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Case report: epidermoid inclusion cyst of the clitoris as a long-term complication of female genital mutilation
Journal of Medical Case Reportsvolume 13, Article number: 109 (2019)
Female genital mutilation is a common procedure in sub-Saharan Africa that causes serious short- and long-term complications. Although physicians can overcome these complications sometimes, they can be very confusing to diagnose. In this report, we discuss the surgical management of a patient with an epidermal inclusion cyst of the clitoris as a long-term complication of type III female genital mutilation.
A healthy 43-year-old African woman who was a nonsmoker and nonalcoholic presented with a large genital mass causing difficulty in urination and sexual discomfort. The patient had three full-term spontaneous vaginal deliveries without any complications. Perineal examination revealed a 6 × 10-cm, well-circumscribed, mobile, nontender, rounded cystic swelling in the right periclitoral area that was obstructing the urinary meatus and vaginal introitus. A surgical procedure was performed for total excision of the clitoral mass. Pathological findings showed an epidermoid inclusion cyst.
Besides increasing clinicians’ awareness of female genital mutilation and its long-term complications, public education campaigns should be designed to eradicate this practice.
The World Health Organization (WHO) describes female genital mutilation (FGM) as “all procedures that involve partial or total removal of the external female genitalia, or other injury to the female genital organs for non-medical reasons” . Despite the lack of evidence for any health benefits of this procedure and its recognition as a violation of human rights by the WHO, approximately 100 million women are estimated to have undergone FGM worldwide, and FGM is practiced in more than 30 countries of West Africa, the Middle East, and Southeast Asia . The perpetuation of FGM is most commonly due to cultural and religious beliefs; however, it is not restricted to any ethnic, religious, or socioeconomic class. The widespread and continuous immigration of these women into Western societies presents a diagnostic challenge to health care professionals in developed countries and necessitates preparedness for the management of the acute and long-term complications of FGM.
FGM is classified into four types by the WHO. Type I is excision of the prepuce with or without excision of part or all of the clitoris. Type II is excision of the prepuce and clitoris with partial or total excision of the labia minora. Type III is excision of part or all of the external genitalia and stitching/narrowing of the vaginal opening (infibulation). Type IV includes all other procedures with the aim of tightening or narrowing, such as pricking, piercing, or incision of the clitoris or labia; cauterization by burning of the clitoris and surrounding tissues; scraping of the vaginal orifice; cutting of the vagina; introduction of corrosive substances or herbs into the vagina to cause bleeding. Types I and II comprise most of the cases (up to 80%), whereas type III represents the most severe and extreme form and sometimes is referred to as “pharaonic circumcision” . All types of FGM are associated with multiple, sometimes life-threatening, acute and long-term complications, including hemorrhage, shock, infection, dysmenorrhea, infertility, recurrent urinary tract infections, obstetric sequelae, clitoral scarring and cysts, and psychological and sexual problems .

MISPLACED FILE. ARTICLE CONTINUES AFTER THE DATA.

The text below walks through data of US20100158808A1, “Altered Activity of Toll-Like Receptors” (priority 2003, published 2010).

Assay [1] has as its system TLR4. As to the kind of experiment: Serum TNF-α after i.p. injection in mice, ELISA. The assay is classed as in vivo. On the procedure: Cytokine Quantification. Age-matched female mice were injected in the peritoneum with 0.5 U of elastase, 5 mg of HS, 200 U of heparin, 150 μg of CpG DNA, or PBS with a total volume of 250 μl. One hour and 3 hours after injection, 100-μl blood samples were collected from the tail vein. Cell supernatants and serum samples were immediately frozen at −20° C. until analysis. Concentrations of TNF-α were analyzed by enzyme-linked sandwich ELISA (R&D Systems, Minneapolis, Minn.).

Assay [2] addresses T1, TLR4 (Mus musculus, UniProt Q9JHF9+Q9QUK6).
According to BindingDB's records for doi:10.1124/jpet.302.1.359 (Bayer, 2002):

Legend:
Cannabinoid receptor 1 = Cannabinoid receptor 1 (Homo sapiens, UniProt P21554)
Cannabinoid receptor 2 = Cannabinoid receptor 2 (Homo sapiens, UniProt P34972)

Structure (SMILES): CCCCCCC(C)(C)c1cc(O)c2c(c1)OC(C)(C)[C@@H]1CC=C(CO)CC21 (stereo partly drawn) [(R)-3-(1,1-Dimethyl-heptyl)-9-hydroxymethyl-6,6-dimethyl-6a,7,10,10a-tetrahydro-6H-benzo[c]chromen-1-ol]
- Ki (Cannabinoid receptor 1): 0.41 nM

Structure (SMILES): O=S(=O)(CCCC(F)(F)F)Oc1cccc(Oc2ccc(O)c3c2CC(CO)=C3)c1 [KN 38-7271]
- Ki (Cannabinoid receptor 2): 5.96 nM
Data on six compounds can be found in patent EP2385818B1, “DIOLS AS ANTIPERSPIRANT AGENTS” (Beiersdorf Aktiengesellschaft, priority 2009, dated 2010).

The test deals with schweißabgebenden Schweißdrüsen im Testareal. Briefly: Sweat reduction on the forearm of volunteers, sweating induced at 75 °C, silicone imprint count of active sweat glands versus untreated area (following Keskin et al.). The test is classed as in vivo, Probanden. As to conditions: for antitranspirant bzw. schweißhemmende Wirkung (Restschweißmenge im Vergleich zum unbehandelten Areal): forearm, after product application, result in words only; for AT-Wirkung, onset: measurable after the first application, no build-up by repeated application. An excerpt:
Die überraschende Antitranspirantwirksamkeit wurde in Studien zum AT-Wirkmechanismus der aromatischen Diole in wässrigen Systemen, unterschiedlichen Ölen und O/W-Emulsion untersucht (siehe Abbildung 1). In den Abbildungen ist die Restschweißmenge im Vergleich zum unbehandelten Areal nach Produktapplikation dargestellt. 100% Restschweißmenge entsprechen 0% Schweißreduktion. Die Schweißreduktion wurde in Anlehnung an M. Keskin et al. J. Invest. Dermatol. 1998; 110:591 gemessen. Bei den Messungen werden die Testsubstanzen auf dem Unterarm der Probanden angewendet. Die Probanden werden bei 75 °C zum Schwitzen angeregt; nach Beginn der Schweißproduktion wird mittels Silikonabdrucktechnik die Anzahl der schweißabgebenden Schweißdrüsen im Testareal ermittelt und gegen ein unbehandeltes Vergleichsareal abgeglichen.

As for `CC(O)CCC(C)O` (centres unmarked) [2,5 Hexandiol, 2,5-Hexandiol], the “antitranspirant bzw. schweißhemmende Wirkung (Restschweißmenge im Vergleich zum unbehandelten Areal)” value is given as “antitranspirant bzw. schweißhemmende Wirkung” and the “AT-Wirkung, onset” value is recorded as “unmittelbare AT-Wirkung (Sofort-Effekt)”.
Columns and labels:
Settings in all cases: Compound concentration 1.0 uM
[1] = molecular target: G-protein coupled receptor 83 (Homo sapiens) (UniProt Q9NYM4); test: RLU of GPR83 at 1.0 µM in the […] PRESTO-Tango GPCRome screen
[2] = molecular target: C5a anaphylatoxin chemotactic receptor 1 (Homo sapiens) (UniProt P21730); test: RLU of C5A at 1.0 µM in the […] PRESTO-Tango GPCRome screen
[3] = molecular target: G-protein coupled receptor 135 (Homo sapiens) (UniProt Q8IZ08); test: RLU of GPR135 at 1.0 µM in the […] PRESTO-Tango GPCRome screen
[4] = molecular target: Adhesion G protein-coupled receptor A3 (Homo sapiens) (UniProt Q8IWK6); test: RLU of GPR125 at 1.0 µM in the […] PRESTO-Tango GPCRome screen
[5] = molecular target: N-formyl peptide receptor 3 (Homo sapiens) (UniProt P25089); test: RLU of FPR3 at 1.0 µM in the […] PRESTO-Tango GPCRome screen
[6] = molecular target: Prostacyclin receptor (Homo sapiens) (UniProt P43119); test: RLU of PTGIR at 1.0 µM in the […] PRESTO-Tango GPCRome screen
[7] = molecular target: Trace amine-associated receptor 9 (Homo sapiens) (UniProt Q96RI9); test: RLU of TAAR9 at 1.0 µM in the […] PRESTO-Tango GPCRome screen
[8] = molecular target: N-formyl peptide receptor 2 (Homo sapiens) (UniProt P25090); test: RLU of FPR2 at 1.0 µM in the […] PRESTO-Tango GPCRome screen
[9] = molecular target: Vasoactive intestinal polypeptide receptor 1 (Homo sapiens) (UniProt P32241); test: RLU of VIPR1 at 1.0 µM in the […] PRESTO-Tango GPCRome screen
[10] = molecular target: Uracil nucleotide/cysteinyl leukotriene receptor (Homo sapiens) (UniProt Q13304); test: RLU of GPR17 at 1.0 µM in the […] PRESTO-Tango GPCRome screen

In this report, we describe a case of a multiparous female adult with a histologically confirmed large epidermal inclusion cyst of the clitoris who had a history of type III FGM performed at the age of 8 years.
An otherwise healthy 43-year-old African Sudanese-Darfurian woman presented with a large genital mass causing difficulty in urination and sexual discomfort. The patient first noticed this “sometimes itchy mass” when it was very “tiny” while she was a teenager, and then it started growing over the last 10 years. The patient, who was married at the age of 16, had three full-term spontaneous vaginal deliveries at home without any complications. In her past medical history, there were no other chronic diseases or surgeries, except for FGM. She is living in a village with a large extended family and not working professionally. She does not consume alcohol and or smoke. The patient decided to seek medical attention at her husband’s request because she has not been able to tolerate coitus over the last 5 years because of the pain caused by the mass, which has been negatively affecting their family life because they wish to conceive again. The patient has a history of type III FGM when she was 8 years old. The FGM was performed by a nonmedical traditional practitioner in her village, without any additional history of trauma or surgery. After genital mutilation, she did not have any problem, and for this mass she had received no other treatment for years.